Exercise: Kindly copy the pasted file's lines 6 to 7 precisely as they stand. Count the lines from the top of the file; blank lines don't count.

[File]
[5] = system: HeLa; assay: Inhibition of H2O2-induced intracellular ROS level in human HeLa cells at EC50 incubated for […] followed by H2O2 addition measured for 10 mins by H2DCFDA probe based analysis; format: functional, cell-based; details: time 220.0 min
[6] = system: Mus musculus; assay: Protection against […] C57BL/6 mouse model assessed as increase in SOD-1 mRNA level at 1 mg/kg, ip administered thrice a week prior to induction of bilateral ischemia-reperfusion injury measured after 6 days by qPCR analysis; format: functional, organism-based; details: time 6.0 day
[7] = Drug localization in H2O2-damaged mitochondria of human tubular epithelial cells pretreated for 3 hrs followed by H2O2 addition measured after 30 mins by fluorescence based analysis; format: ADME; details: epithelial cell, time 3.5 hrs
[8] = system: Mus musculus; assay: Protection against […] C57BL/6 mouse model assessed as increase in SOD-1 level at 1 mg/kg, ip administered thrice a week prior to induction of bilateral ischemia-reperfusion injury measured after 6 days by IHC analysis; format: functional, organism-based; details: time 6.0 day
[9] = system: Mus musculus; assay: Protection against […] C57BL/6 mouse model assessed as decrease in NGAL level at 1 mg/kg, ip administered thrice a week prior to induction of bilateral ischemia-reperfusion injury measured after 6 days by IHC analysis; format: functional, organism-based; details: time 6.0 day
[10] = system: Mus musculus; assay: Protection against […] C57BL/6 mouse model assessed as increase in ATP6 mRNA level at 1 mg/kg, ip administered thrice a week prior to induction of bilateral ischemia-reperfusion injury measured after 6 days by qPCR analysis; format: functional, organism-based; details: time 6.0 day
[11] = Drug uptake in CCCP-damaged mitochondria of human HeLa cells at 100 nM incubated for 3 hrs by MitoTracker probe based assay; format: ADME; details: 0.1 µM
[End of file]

[10] = system: Mus musculus; assay: Protection against […] C57BL/6 mouse model assessed as increase in ATP6 mRNA level at 1 mg/kg, ip administered thrice a week prior to induction of bilateral ischemia-reperfusion injury measured after 6 days by qPCR analysis; format: functional, organism-based; details: time 6.0 day
[11] = Drug uptake in CCCP-damaged mitochondria of human HeLa cells at 100 nM incubated for 3 hrs by MitoTracker probe based assay; format: ADME; details: 0.1 µM